Iron status markers in 224 indigenous Greenlanders: influence of age, residence and traditional foods

N Milman*, K E Byg, G Mulvad, H S Pedersen, P Bjerregaard

*Corresponding author for this work

Research output: Contribution to journalJournal articleResearchpeer-review


OBJECTIVE: To evaluate iron status in indigenous Greenlanders and its relationship to gender, age and intake of traditional Greenlandic foods. Methods: Serum ferritin, serum transferrin saturation and haemoglobin were evaluated in a population survey in 1993-1994 comprising 224 Greenlandic individuals (109 men) aged 19-82 yr. The participants were residents in the capital Nuuk (n=73) with a predominantly Western style of living, the town Ilulissat (n=60) with a mixture of Western and Greenlandic style of living, and the small town Uummannaq (n=91) with a predominantly Greenlandic style of living. Consumption of traditional foods was assessed by questionnaire.

RESULTS: Intake of traditional foods was more prevalent among elderly than among young individuals and more frequent in Uummannaq than in Ilulissat and Nuuk. Ferritin levels were higher in men than in women (p<0.0001). Median ferritin levels were lowest in Nuuk (men, 92 microg/L; women, 40 microg/L), higher in Ilulissat (men, 104 microg/L; women, 69 microg/L) and in Uummannaq (men, 118 microg/L; women, 46 microg/L) (p<0.001). The prevalence of iron load (ferritin >200 microg/L) was lowest in Nuuk (men: 13.8%, women: 2.3%) intermediate in Ilulissat (men, 11.1%; women, 9.1%) and highest in Uummannaq (men, 32.1%; women, 21.1%). The prevalence of iron depletion (ferritin <16 microg/L) was high in Nuuk (men, 0%; women, 20.5%), and lower in Ilulissat (men, 3.7%; women, 6.1%) and in Uummannaq (men, 0%; women, 10.5%). The prevalence of iron deficiency anaemia (ferritin <13 microg/L and Hb <5th percentile for iron-replete men and women) was 0.92% in men and 0.87% in women. Correlations between age and ferritin were lowest in Nuuk (men, r(s)=0.26, p=0.2; women, r(s)=0.50, p=0.001) intermediary in Ilulissat (men, r(s)=0.37, p=0.06; women, r(s)=0.73, p<0.0001) and highest in Uummannaq (men, r(s)=0.59, p<0.0001; women, rs=0.74, p<0.0001). Intake of traditional foods was correlated with ferritin in men (r(s)=0.29, p=0.01) and women (r(s)=0.40, p<0.0001).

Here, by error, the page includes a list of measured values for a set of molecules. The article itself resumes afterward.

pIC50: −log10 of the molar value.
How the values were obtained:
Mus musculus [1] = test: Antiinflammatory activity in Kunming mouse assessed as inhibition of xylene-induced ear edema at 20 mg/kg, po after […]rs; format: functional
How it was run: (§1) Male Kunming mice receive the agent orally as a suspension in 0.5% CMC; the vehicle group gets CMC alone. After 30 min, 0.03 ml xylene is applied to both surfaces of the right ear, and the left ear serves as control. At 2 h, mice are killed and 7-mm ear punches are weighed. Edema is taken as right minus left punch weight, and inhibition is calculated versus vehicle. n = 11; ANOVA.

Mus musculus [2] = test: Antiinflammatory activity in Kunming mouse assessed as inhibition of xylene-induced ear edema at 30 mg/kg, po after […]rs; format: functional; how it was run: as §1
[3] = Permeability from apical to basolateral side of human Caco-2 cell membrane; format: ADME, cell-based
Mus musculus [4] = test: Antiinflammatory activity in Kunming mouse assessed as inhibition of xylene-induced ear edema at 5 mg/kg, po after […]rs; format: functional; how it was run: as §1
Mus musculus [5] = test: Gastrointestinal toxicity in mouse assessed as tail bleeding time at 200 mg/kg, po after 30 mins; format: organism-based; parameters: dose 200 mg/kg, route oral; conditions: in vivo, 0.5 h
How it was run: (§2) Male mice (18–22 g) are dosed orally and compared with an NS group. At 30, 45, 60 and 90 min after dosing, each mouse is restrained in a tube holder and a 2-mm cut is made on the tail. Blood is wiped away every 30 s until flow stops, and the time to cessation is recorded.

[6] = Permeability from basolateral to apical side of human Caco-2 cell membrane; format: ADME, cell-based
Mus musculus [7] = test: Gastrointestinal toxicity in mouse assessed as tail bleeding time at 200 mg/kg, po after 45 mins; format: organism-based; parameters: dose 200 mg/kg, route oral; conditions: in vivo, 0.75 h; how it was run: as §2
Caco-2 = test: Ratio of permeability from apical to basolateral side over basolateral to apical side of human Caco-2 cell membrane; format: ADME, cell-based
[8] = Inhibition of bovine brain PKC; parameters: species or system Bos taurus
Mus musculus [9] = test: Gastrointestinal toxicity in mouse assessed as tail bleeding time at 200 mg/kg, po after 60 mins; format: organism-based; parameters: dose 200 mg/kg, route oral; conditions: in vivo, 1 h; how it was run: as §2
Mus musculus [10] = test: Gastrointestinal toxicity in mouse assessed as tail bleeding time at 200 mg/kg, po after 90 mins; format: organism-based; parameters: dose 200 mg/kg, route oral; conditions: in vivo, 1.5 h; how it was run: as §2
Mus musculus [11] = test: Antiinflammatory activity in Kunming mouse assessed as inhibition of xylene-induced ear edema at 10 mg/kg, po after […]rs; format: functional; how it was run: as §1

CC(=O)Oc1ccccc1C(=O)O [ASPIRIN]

CONCLUSION: The observed differences in estimated body iron stores in Greenlanders from the three residential areas can be explained by differences in the dietary intake of haem iron.

Original languageEnglish
JournalEuropean Journal of Haematology
Issue number2
Pages (from-to)115-125
Publication statusPublished - Feb 2001


  • Adult
  • Age Factors
  • Aged
  • Aged, 80 and over
  • Anemia, Iron-Deficiency
  • Biological Markers
  • Diet
  • Female
  • Ferritins
  • Greenland
  • Health Surveys
  • Hemoglobins
  • Humans
  • Iron
  • Male
  • Middle Aged
  • Nutritional Status
  • Residence Characteristics
  • Rural Population
  • Sex Factors
  • Statistics, Nonparametric
  • Transferrin
  • Urban Population


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